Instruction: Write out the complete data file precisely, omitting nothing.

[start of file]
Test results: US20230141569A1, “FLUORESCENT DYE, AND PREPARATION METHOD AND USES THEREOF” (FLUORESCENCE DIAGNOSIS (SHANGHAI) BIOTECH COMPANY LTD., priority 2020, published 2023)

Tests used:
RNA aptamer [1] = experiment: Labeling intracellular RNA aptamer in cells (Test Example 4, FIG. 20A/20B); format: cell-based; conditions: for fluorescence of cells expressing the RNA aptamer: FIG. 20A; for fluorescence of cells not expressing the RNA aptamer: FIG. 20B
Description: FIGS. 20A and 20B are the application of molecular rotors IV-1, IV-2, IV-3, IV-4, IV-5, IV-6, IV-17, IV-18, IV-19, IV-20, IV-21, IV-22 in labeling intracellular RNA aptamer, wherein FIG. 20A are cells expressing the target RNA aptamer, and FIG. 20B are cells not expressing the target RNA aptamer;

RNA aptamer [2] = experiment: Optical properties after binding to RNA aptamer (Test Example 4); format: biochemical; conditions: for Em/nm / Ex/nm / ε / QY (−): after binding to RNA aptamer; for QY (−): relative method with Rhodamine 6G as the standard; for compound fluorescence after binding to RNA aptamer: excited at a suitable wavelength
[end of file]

Test results: US20230141569A1, “FLUORESCENT DYE, AND PREPARATION METHOD AND USES THEREOF” (FLUORESCENCE DIAGNOSIS (SHANGHAI) BIOTECH COMPANY LTD., priority 2020, published 2023)

Tests used:
RNA aptamer [1] = experiment: Labeling intracellular RNA aptamer in cells (Test Example 4, FIG. 20A/20B); format: cell-based; conditions: for fluorescence of cells expressing the RNA aptamer: FIG. 20A; for fluorescence of cells not expressing the RNA aptamer: FIG. 20B
Description: FIGS. 20A and 20B are the application of molecular rotors IV-1, IV-2, IV-3, IV-4, IV-5, IV-6, IV-17, IV-18, IV-19, IV-20, IV-21, IV-22 in labeling intracellular RNA aptamer, wherein FIG. 20A are cells expressing the target RNA aptamer, and FIG. 20B are cells not expressing the target RNA aptamer;

RNA aptamer [2] = experiment: Optical properties after binding to RNA aptamer (Test Example 4); format: biochemical; conditions: for Em/nm / Ex/nm / ε / QY (−): after binding to RNA aptamer; for QY (−): relative method with Rhodamine 6G as the standard; for compound fluorescence after binding to RNA aptamer: excited at a suitable wavelength